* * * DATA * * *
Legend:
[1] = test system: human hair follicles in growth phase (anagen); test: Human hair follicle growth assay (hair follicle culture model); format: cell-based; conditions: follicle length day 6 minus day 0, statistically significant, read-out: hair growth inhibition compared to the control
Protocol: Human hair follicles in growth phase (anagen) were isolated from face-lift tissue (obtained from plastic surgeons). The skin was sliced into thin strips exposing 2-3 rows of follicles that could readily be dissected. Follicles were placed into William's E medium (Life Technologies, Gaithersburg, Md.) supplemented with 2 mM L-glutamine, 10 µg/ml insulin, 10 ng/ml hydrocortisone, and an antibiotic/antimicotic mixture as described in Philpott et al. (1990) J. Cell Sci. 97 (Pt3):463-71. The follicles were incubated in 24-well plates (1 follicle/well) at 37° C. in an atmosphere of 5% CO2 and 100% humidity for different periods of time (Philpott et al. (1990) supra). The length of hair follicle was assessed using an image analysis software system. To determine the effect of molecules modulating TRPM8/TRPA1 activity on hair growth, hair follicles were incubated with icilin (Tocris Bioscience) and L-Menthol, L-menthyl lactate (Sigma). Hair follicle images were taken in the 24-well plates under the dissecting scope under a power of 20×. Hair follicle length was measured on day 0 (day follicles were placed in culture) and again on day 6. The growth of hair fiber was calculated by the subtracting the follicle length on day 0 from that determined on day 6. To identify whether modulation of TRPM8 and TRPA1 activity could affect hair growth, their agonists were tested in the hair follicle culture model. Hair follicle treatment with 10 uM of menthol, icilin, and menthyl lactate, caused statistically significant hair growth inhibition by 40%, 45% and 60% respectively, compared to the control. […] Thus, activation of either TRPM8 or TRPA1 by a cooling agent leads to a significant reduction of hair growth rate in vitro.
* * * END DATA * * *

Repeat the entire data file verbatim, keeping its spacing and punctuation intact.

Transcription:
Legend:
[1] = test system: human hair follicles in growth phase (anagen); test: Human hair follicle growth assay (hair follicle culture model); format: cell-based; conditions: follicle length day 6 minus day 0, statistically significant, read-out: hair growth inhibition compared to the control
Protocol: Human hair follicles in growth phase (anagen) were isolated from face-lift tissue (obtained from plastic surgeons). The skin was sliced into thin strips exposing 2-3 rows of follicles that could readily be dissected. Follicles were placed into William's E medium (Life Technologies, Gaithersburg, Md.) supplemented with 2 mM L-glutamine, 10 µg/ml insulin, 10 ng/ml hydrocortisone, and an antibiotic/antimicotic mixture as described in Philpott et al. (1990) J. Cell Sci. 97 (Pt3):463-71. The follicles were incubated in 24-well plates (1 follicle/well) at 37° C. in an atmosphere of 5% CO2 and 100% humidity for different periods of time (Philpott et al. (1990) supra). The length of hair follicle was assessed using an image analysis software system. To determine the effect of molecules modulating TRPM8/TRPA1 activity on hair growth, hair follicles were incubated with icilin (Tocris Bioscience) and L-Menthol, L-menthyl lactate (Sigma). Hair follicle images were taken in the 24-well plates under the dissecting scope under a power of 20×. Hair follicle length was measured on day 0 (day follicles were placed in culture) and again on day 6. The growth of hair fiber was calculated by the subtracting the follicle length on day 0 from that determined on day 6. To identify whether modulation of TRPM8 and TRPA1 activity could affect hair growth, their agonists were tested in the hair follicle culture model. Hair follicle treatment with 10 uM of menthol, icilin, and menthyl lactate, caused statistically significant hair growth inhibition by 40%, 45% and 60% respectively, compared to the control. […] Thus, activation of either TRPM8 or TRPA1 by a cooling agent leads to a significant reduction of hair growth rate in vitro.